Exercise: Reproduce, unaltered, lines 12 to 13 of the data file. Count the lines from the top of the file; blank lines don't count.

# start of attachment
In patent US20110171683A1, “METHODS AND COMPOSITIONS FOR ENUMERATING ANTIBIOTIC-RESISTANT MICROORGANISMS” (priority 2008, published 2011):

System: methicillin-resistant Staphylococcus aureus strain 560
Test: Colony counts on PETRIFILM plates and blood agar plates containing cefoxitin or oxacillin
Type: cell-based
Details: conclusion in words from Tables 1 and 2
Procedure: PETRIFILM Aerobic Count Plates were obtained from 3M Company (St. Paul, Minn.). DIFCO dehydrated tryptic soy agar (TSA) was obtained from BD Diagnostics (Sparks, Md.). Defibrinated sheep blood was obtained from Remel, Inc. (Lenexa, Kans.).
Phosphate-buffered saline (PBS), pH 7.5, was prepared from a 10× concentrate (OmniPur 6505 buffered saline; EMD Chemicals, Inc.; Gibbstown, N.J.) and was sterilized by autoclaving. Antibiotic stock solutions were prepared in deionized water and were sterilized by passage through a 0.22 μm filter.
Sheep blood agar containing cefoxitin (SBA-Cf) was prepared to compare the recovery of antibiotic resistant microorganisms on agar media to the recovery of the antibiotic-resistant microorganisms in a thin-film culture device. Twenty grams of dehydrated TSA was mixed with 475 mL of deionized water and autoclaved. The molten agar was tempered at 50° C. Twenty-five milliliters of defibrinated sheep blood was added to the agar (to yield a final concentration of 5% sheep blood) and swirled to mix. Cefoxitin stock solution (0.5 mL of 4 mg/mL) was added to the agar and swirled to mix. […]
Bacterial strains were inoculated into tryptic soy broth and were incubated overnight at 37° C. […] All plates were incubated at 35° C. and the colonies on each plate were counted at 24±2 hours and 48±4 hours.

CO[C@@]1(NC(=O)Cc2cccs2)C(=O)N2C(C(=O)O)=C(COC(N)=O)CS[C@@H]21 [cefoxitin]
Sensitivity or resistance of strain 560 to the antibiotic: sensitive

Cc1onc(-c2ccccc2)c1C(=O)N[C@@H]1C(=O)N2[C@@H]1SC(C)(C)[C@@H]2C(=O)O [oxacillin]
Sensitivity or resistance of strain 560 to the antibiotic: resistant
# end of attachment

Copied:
Cc1onc(-c2ccccc2)c1C(=O)N[C@@H]1C(=O)N2[C@@H]1SC(C)(C)[C@@H]2C(=O)O [oxacillin]
Sensitivity or resistance of strain 560 to the antibiotic: resistant